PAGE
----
Now, I’m coming back to Washington today so that I’m not a distraction, because I don’t want to be a distraction to these campaigns.  And the point is simply:  They owe America an apology for this disaster in Iraq.  And I hope they’re going to provide it.

IMUS:  I was talking to Charles last night about this, and it was my inclination to try to defend you in this.  And I said, I think I know what he meant.  I mean, it’s clear what he meant.  But I had to acknowledge, in my conversation with Charles, that that’s not what you said.

KERRY:  Of course, it isn’t what I said.

I left out one word.  I left out the word “us.”  “They got us stuck.”  Instead of that, I said, “They got stuck,” and they’re taking advantage of it.

And here’s what’s wrong...

IMUS:  Well, why not apologize for the misunderstanding?

KERRY:  Well, I did.  I said it was a botched joke.  Of course, I’m sorry about a botched joke.  You think I love botched jokes?  I mean, it’s pretty stupid.

But on the other hand, here’s what’s culpable and here’s what’s really unconscionable:  The White House knows it.  They know I wasn’t—you cannot get into the military today if you do badly in school. You can’t do it.  It wouldn’t make sense.  What they’re saying to people doesn’t make sense because it’s an impossibility.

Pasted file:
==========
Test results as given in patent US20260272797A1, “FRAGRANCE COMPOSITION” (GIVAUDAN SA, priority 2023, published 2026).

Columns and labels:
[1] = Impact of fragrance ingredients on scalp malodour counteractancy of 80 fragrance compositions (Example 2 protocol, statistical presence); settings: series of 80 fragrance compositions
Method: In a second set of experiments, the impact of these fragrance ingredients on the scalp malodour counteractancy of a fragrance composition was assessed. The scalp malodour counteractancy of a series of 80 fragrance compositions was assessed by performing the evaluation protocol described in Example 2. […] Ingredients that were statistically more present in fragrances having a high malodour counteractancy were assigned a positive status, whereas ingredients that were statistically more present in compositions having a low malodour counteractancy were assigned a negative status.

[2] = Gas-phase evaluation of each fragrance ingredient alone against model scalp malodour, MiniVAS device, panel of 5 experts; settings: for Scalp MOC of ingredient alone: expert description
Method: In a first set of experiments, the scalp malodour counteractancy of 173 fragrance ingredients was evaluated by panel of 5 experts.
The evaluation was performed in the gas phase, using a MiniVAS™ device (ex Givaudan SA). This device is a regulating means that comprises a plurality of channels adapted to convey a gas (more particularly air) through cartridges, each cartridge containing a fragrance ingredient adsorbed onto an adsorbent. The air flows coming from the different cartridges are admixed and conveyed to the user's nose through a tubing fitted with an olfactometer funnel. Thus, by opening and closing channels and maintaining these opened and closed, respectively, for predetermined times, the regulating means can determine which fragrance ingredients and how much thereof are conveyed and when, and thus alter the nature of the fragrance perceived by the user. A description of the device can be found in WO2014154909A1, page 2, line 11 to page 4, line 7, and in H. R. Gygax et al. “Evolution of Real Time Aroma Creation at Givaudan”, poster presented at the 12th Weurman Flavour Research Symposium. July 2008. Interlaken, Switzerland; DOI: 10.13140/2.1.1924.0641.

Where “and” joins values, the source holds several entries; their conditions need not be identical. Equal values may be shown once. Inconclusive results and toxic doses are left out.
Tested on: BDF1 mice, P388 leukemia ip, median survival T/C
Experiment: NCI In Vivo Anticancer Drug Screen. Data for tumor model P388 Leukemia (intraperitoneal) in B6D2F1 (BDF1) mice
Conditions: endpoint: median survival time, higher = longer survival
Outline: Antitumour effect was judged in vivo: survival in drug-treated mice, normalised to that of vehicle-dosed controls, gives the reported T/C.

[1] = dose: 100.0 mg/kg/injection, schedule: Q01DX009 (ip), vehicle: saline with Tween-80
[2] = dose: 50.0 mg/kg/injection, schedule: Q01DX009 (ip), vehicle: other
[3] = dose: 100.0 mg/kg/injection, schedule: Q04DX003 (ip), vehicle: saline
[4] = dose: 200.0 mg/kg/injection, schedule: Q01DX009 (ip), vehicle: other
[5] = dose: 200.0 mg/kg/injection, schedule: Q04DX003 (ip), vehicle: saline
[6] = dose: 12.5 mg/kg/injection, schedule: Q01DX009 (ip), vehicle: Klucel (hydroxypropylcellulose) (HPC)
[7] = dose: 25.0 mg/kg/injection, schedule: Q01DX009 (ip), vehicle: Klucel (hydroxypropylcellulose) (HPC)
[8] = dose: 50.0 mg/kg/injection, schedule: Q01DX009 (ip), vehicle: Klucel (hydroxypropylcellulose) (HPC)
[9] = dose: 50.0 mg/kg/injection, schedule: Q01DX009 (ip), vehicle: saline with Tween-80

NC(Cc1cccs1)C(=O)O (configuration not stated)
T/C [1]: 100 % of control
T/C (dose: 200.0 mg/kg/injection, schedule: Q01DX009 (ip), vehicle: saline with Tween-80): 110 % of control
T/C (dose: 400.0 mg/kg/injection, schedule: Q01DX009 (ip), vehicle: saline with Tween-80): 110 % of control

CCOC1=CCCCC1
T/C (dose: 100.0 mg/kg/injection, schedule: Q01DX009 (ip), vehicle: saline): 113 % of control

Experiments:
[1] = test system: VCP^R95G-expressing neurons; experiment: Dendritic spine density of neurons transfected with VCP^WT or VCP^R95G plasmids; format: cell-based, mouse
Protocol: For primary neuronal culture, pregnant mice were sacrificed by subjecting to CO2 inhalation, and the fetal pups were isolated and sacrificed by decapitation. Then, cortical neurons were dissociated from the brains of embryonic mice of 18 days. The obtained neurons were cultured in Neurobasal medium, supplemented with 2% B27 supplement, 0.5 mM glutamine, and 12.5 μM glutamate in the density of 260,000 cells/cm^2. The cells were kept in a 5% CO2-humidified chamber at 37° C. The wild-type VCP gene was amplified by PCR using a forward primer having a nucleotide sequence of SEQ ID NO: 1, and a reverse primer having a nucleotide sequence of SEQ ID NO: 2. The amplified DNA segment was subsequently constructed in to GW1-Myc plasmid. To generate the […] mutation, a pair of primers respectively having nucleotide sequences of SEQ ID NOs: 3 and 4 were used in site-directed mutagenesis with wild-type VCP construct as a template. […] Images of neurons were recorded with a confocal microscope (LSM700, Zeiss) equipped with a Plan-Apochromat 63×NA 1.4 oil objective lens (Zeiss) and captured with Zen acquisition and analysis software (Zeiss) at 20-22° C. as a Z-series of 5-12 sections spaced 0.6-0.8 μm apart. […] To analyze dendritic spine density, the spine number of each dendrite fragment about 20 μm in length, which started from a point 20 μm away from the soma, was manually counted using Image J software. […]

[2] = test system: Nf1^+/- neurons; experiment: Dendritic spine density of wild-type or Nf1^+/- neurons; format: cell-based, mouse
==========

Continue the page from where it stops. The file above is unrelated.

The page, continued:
But they’ve taken those words, just like they take words all the time, and they distort them on purpose in order to distract America from their policy.  A hundred young Americans died last month.  These guys don’t have a policy.  Dick Cheney is saying that things are, you know, going fine in Iraq.  They’re sitting around pretending that they’ve got a policy.

And I think families ought to be far more outraged about the fact that their kids don’t have a state-of-the-art armor.  They ought to be far more outraged about the fact that they’re still, years later, pursuing a strategy that just doesn’t work.

KERRY:  And these guys owe America an apology.  That’s what ought to be the issue.

I’m happy—I’m not going to go to some place that a Congressman’s going to get embroiled in this, because I want them to win.  But I want the real issues to be the real issues.  And I’m just not going to let these guys lie.

IMUS:  Can you see, though, how, based on the interpretation of other remarks you’ve made in the past, that they would—and you have to recognize that particularly the Bush administration would use this as an opportunity.  I tend to agree that they know exactly what you meant, but they’ve seized on this because they’ve been given this opening by this botched joke.